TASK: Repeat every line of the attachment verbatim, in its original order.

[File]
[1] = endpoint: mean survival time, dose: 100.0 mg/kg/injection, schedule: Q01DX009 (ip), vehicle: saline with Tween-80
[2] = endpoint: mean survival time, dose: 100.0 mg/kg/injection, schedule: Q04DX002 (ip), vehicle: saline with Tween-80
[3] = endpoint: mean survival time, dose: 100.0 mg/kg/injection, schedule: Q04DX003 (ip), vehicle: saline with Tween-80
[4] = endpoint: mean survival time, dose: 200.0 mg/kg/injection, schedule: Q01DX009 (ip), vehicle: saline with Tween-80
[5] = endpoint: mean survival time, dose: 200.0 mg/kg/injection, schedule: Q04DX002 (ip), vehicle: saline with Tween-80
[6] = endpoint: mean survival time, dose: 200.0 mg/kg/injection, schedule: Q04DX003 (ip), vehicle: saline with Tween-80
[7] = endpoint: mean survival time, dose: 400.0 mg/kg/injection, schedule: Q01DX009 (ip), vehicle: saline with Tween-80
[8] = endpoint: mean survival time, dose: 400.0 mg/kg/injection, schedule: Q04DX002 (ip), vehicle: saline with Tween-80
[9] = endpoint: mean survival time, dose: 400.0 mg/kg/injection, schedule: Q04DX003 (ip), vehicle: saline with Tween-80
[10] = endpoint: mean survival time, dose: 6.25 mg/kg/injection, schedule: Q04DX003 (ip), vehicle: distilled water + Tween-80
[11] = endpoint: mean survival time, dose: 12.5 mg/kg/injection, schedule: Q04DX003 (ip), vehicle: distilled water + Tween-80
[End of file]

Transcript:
[1] = endpoint: mean survival time, dose: 100.0 mg/kg/injection, schedule: Q01DX009 (ip), vehicle: saline with Tween-80
[2] = endpoint: mean survival time, dose: 100.0 mg/kg/injection, schedule: Q04DX002 (ip), vehicle: saline with Tween-80
[3] = endpoint: mean survival time, dose: 100.0 mg/kg/injection, schedule: Q04DX003 (ip), vehicle: saline with Tween-80
[4] = endpoint: mean survival time, dose: 200.0 mg/kg/injection, schedule: Q01DX009 (ip), vehicle: saline with Tween-80
[5] = endpoint: mean survival time, dose: 200.0 mg/kg/injection, schedule: Q04DX002 (ip), vehicle: saline with Tween-80
[6] = endpoint: mean survival time, dose: 200.0 mg/kg/injection, schedule: Q04DX003 (ip), vehicle: saline with Tween-80
[7] = endpoint: mean survival time, dose: 400.0 mg/kg/injection, schedule: Q01DX009 (ip), vehicle: saline with Tween-80
[8] = endpoint: mean survival time, dose: 400.0 mg/kg/injection, schedule: Q04DX002 (ip), vehicle: saline with Tween-80
[9] = endpoint: mean survival time, dose: 400.0 mg/kg/injection, schedule: Q04DX003 (ip), vehicle: saline with Tween-80
[10] = endpoint: mean survival time, dose: 6.25 mg/kg/injection, schedule: Q04DX003 (ip), vehicle: distilled water + Tween-80
[11] = endpoint: mean survival time, dose: 12.5 mg/kg/injection, schedule: Q04DX003 (ip), vehicle: distilled water + Tween-80